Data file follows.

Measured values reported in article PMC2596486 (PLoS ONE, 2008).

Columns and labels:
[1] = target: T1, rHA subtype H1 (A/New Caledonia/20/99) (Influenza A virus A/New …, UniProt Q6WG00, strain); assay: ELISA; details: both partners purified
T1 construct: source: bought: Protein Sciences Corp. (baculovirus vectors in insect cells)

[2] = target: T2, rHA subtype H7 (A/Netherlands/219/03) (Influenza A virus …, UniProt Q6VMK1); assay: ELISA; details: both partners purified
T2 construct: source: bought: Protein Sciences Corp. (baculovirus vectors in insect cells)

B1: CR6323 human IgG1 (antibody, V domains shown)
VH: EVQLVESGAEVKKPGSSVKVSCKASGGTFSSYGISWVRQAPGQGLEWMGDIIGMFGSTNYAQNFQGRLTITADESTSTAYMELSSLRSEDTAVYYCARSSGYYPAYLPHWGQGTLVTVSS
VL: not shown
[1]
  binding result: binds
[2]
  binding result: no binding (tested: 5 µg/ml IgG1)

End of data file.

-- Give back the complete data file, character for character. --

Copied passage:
Measured values reported in article PMC2596486 (PLoS ONE, 2008).

Columns and labels:
[1] = target: T1, rHA subtype H1 (A/New Caledonia/20/99) (Influenza A virus A/New …, UniProt Q6WG00, strain); assay: ELISA; details: both partners purified
T1 construct: source: bought: Protein Sciences Corp. (baculovirus vectors in insect cells)

[2] = target: T2, rHA subtype H7 (A/Netherlands/219/03) (Influenza A virus …, UniProt Q6VMK1); assay: ELISA; details: both partners purified
T2 construct: source: bought: Protein Sciences Corp. (baculovirus vectors in insect cells)

B1: CR6323 human IgG1 (antibody, V domains shown)
VH: EVQLVESGAEVKKPGSSVKVSCKASGGTFSSYGISWVRQAPGQGLEWMGDIIGMFGSTNYAQNFQGRLTITADESTSTAYMELSSLRSEDTAVYYCARSSGYYPAYLPHWGQGTLVTVSS
VL: not shown
[1]
  binding result: binds
[2]
  binding result: no binding (tested: 5 µg/ml IgG1)